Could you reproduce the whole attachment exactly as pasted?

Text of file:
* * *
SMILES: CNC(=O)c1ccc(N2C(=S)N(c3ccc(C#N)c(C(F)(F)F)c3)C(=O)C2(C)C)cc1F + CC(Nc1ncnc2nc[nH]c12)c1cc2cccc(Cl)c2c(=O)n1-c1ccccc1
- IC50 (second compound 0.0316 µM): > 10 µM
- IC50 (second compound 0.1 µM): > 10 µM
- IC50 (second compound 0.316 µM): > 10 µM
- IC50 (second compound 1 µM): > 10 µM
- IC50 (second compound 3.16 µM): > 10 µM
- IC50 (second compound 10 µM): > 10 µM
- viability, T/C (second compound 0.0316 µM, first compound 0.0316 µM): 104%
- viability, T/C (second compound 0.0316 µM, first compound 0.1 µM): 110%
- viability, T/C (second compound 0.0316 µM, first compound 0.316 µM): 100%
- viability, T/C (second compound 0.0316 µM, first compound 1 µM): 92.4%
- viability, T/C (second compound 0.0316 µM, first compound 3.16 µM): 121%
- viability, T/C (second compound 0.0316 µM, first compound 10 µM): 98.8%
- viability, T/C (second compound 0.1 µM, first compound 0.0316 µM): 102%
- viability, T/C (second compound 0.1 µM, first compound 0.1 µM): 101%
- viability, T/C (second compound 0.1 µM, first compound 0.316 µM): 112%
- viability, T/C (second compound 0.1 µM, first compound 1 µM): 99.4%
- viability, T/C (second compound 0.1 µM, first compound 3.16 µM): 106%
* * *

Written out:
SMILES: CNC(=O)c1ccc(N2C(=S)N(c3ccc(C#N)c(C(F)(F)F)c3)C(=O)C2(C)C)cc1F + CC(Nc1ncnc2nc[nH]c12)c1cc2cccc(Cl)c2c(=O)n1-c1ccccc1
- IC50 (second compound 0.0316 µM): > 10 µM
- IC50 (second compound 0.1 µM): > 10 µM
- IC50 (second compound 0.316 µM): > 10 µM
- IC50 (second compound 1 µM): > 10 µM
- IC50 (second compound 3.16 µM): > 10 µM
- IC50 (second compound 10 µM): > 10 µM
- viability, T/C (second compound 0.0316 µM, first compound 0.0316 µM): 104%
- viability, T/C (second compound 0.0316 µM, first compound 0.1 µM): 110%
- viability, T/C (second compound 0.0316 µM, first compound 0.316 µM): 100%
- viability, T/C (second compound 0.0316 µM, first compound 1 µM): 92.4%
- viability, T/C (second compound 0.0316 µM, first compound 3.16 µM): 121%
- viability, T/C (second compound 0.0316 µM, first compound 10 µM): 98.8%
- viability, T/C (second compound 0.1 µM, first compound 0.0316 µM): 102%
- viability, T/C (second compound 0.1 µM, first compound 0.1 µM): 101%
- viability, T/C (second compound 0.1 µM, first compound 0.316 µM): 112%
- viability, T/C (second compound 0.1 µM, first compound 1 µM): 99.4%
- viability, T/C (second compound 0.1 µM, first compound 3.16 µM): 106%